Victor for All People portrays the radiant joy of good triumphing over evil; the ultimate victory of the Cross.

"Though Jesus is frequently seen as the Man of sorrow, He is too seldom pictured as the reason for joy. Yet it is He who reminds us that unless we come as little children, we shall not attain heaven. Laughter and children are synonymous, even in war-time.

"It was the newspaper photograph of children in Sarajevo gleefully waving the V-sign as the brutal Balkan war raged around them that provided much of the inspiration for this painting.

"Children who are the chief victims of battle are also the most resilient, ever read to mock evil; perhaps the most devastating blow to a bully.. They are the embodiment of the Lord's admonition 'Be not afraid'.

"The children of Sarajevo are prominent in the foreground of the painting; their figures extending the Victory sign. Christ's fingers are seen in the same extension. The Savior's fingers joined to the Creator's, form a triangle, symbolizing the Trinity as well as victory won by love. The Cross is a radiant rainbow. Children often draw rainbows to portray happiness and hope which is what the Cross brought to humanity.

"The multiplicity of races is indication of the fact that the Savior comes to rescue all human beings, regardless of skin, culture or religion."

Peggy Stanton
September 8, 1994

Madonna Of The Unborn

"My husband and I were on our first spiritual journey to Medjugorje. On November 10, 1988, while praying on the Hill of Apparitions where Our Lady first appeared, I saw the sun spinning and pulsating. In the center of the sun I saw a monstrance holding a host, with rose colored rays emanating around it. I instinctively took a snapshot, hoping to capture this extraordinary phenomenon on film.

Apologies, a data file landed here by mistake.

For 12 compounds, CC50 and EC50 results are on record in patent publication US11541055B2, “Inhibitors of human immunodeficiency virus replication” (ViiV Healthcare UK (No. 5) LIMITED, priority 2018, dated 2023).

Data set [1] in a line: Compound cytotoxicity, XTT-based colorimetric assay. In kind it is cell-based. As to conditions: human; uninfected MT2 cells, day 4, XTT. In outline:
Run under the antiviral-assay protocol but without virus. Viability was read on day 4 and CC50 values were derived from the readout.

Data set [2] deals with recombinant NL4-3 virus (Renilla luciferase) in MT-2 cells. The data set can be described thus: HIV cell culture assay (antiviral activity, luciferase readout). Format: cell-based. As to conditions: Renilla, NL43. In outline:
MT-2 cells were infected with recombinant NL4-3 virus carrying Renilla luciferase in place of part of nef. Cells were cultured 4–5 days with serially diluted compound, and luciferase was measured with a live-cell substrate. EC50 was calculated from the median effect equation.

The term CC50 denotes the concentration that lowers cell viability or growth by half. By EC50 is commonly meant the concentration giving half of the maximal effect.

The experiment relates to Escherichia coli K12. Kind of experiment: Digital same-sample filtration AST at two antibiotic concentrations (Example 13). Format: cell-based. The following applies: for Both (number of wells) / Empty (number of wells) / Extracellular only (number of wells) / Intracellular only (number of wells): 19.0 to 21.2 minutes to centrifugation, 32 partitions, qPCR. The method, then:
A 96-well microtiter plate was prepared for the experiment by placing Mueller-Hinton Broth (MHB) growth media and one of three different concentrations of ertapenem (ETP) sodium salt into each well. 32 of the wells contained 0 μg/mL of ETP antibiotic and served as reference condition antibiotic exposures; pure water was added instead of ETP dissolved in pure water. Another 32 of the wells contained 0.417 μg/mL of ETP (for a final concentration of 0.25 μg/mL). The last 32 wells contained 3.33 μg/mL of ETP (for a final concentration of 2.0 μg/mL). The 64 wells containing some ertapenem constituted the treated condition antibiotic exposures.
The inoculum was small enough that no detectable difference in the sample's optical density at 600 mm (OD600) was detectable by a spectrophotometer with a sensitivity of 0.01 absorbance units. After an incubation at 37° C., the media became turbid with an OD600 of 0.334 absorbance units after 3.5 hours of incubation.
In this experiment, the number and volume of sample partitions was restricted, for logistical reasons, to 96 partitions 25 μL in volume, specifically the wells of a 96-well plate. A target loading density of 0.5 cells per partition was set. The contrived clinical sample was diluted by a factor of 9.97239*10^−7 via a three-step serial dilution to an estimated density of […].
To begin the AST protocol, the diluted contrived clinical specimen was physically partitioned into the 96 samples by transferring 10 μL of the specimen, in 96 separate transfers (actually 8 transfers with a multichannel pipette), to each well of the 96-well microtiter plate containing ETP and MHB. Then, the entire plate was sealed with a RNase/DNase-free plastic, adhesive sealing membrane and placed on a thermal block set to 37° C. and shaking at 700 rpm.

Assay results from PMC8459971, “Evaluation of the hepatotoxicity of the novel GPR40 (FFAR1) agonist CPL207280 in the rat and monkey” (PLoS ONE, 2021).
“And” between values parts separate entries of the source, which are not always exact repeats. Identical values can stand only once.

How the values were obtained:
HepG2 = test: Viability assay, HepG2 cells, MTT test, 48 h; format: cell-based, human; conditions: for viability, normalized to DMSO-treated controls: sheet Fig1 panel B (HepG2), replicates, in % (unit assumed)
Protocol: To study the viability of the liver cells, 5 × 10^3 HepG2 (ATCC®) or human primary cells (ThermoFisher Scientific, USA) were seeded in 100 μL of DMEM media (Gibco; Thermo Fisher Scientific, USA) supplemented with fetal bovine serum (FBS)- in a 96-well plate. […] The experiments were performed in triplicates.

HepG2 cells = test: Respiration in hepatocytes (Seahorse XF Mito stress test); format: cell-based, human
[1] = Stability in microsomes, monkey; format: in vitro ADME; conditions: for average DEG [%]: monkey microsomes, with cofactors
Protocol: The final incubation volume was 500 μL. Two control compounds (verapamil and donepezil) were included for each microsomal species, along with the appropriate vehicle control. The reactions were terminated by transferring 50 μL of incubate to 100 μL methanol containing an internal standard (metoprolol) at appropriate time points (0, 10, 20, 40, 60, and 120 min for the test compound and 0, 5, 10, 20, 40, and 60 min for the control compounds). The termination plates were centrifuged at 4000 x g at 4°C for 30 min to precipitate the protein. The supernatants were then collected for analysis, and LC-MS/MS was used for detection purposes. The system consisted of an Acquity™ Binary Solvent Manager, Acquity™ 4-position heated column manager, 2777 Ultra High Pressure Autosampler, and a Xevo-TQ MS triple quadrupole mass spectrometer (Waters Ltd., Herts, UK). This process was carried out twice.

"When the film was developed, I saw the outline of the figure of the Madonna when I turned the photo vertically. Then, as I looked more carefully at the horizontal view, I observed what appeared to be a human fetus. I found the relationship between this photograph and the current pro-life issue rather startling."

One year later, in November, 1989, Peggy Stanton, a journalist and artist from Washington, D.C., phoned to say she had just been given a copy of the photo. She asked permission to transform it into an oil painting to be included with seventeen other pieces she was painting. Her work centered around a theme, "Peace On Earth, A Pilgrim Paints Medjugorje." It was Peggy who titled the photo, Madonna of the Unborn. The painting is beautiful. Presently it is on display at the Marian Home of Prayer, Washington D.C., as part of an extraordinary Medjugorje Art Collection. Peggy then sent the print to a medical doctor, Matthew J. Bulfin, M.D. (OB-GYN), of Ft. Lauderdale, Florida. He confirmed its striking resemblance to an ultrasound of an intrauterine life at the early stages. (SEE LETTER)